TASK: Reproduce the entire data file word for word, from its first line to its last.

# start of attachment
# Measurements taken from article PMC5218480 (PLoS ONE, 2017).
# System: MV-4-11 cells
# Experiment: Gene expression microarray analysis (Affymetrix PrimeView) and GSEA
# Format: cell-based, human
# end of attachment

# Measurements taken from article PMC5218480 (PLoS ONE, 2017).
# System: MV-4-11 cells
# Experiment: Gene expression microarray analysis (Affymetrix PrimeView) and GSEA
# Format: cell-based, human